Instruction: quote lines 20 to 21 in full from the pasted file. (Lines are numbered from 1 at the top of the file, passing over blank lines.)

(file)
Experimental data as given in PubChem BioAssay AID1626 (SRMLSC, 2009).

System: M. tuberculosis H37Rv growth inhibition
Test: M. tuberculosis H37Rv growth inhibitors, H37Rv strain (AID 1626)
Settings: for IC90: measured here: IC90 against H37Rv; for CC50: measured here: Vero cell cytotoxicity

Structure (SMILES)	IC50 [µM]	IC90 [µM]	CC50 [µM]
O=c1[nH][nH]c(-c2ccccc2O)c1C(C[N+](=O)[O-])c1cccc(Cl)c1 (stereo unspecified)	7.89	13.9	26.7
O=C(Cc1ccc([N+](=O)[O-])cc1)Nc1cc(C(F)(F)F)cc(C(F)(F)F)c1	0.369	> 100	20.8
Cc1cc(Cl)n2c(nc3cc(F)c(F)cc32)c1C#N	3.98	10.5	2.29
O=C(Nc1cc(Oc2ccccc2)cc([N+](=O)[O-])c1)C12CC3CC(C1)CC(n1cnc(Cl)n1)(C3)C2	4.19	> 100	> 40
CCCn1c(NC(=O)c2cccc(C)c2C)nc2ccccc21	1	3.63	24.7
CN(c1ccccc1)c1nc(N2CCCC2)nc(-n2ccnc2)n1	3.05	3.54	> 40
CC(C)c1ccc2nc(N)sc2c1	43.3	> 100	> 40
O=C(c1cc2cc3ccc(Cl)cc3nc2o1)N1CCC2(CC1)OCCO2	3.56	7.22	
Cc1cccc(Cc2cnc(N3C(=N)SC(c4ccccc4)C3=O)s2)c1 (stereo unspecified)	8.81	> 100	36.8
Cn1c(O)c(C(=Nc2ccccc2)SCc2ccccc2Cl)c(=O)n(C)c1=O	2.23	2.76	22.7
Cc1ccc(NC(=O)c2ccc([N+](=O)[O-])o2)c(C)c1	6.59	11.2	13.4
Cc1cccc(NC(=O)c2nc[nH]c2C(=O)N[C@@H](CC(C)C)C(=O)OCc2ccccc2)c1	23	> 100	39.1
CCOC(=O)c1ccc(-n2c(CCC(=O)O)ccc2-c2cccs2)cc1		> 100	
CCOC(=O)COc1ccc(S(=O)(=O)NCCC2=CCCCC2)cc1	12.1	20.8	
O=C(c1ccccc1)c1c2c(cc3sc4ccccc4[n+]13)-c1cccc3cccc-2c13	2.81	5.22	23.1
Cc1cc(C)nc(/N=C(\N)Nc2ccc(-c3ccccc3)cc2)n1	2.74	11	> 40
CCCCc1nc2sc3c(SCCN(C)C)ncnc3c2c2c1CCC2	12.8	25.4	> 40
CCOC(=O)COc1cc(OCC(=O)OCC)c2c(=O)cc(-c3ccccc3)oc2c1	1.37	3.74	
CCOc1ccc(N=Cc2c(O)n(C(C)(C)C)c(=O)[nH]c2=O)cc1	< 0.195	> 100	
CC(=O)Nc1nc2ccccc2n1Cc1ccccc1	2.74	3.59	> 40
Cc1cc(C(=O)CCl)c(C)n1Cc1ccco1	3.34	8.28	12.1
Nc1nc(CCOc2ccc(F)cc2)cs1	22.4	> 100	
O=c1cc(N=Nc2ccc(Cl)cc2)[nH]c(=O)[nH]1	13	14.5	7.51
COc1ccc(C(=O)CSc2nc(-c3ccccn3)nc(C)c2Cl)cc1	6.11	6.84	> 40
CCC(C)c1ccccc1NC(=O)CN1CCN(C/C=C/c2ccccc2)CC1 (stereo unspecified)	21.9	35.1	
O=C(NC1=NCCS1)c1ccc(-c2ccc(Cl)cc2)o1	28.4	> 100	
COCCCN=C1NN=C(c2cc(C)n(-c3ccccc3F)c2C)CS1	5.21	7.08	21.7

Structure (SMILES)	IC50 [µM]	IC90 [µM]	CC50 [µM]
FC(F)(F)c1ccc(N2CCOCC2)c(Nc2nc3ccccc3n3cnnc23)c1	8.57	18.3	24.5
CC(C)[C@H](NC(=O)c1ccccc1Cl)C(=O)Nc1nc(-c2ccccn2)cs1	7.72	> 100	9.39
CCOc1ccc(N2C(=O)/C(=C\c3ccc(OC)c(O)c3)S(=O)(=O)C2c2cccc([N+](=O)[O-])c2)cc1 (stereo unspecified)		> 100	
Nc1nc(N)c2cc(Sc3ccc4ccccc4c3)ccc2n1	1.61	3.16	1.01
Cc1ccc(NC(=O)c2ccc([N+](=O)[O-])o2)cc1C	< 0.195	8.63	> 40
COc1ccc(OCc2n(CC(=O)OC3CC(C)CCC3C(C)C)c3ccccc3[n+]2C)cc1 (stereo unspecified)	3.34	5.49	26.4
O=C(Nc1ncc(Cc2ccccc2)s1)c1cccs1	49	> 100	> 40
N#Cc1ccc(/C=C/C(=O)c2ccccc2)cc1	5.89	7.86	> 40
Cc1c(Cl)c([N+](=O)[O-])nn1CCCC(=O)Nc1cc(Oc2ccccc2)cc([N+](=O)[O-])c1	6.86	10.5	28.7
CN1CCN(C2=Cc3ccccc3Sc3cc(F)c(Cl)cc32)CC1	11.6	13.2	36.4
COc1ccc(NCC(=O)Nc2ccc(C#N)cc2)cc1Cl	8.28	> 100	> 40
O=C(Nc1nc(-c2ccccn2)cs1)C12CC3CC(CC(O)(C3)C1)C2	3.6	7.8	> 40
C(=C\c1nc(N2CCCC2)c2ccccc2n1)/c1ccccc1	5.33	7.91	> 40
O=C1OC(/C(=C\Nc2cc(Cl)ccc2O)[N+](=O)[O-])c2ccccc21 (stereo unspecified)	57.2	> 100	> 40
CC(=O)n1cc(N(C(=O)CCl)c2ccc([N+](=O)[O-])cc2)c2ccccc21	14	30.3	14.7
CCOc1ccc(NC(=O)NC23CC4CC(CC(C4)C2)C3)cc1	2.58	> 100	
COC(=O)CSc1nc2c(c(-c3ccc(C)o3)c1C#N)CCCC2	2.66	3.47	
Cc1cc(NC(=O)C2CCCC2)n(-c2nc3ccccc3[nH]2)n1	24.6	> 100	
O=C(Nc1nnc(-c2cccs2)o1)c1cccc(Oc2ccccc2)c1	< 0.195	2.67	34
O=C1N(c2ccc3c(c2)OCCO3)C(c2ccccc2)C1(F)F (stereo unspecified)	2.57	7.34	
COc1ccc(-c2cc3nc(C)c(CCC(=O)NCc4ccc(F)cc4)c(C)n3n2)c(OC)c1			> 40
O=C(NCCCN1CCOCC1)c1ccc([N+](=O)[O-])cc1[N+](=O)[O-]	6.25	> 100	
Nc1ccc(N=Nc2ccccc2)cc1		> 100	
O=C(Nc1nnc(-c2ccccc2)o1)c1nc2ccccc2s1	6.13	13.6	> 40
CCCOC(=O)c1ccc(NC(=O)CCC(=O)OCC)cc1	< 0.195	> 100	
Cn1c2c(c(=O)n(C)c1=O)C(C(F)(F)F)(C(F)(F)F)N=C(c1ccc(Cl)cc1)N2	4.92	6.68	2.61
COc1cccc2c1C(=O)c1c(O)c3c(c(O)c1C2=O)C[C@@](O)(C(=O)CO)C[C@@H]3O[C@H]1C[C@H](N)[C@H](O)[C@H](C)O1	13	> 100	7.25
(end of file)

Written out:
O=C(c1ccccc1)c1c2c(cc3sc4ccccc4[n+]13)-c1cccc3cccc-2c13	2.81	5.22	23.1
Cc1cc(C)nc(/N=C(\N)Nc2ccc(-c3ccccc3)cc2)n1	2.74	11	> 40